But despite widespread deployment, serial numbers alone don’t suffice as anti-counterfeiting protection. One solution that’s recently come to market is a blockchain-based system that ensures accurate information from end to end; however, it’s a mistake to equate traceability with authenticity. Building a system with perfect traceability of each product still won’t guarantee authenticity and needs to be coupled with additional security features for precious metal coins, preferably the covert variety, since con artists are always looking for ways to refine their criminal trade.
Furthermore, the quality control issue only adds complexity, given today’s threat landscape. In previous years, it was possible to detect counterfeit coins and bars on sight due to poor quality. It was relatively simple for a professional to identify defects and inconsistencies, such as misspellings, missing unique identifiers, or haphazard stamping. Nevertheless, the problem at hand is that legitimate, high-quality gold can infringe upon the brands of world-class refineries, especially when purchased online at below-market prices.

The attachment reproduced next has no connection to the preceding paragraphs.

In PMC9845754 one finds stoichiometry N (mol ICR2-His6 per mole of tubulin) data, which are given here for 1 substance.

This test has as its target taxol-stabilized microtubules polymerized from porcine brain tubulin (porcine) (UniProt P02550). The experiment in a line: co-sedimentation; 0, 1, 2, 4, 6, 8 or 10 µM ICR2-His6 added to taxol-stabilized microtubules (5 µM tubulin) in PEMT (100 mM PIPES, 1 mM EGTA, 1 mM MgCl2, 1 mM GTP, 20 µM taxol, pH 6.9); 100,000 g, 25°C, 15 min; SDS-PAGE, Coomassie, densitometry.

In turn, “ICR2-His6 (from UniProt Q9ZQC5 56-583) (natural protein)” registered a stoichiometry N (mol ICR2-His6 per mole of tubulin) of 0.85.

Most consumers can’t distinguish real gold from fake precious metal, so they rely upon the mint to produce pure products. Fraudsters try to exploit this trust between consumer and brand, passing off lower-quality precious metals as pure. Certainly, precious metals have been forged for millennia. Still, the difference is this: the level of sophistication is alarming since professionals themselves can have trouble distinguishing real precious metals from well-thought fakes. The precious metals industry remains diligent against counterfeits, yet public education and outreach must also be part of the solution in addition to better technology.
Education and outreach
Mints and precious metal dealers face a dilemma in today’s market. They must strike the right balance between informing the public of known counterfeits and maintaining a trustworthy brand. Criminals understand this dilemma and exploit it. Consumers and collectors may not have deep expertise in precious metals, so they won’t know how to authenticate their goods unless brands educate them. Governments and law enforcement agencies can only do so much because the scope of illicit trade is massive and sprawling.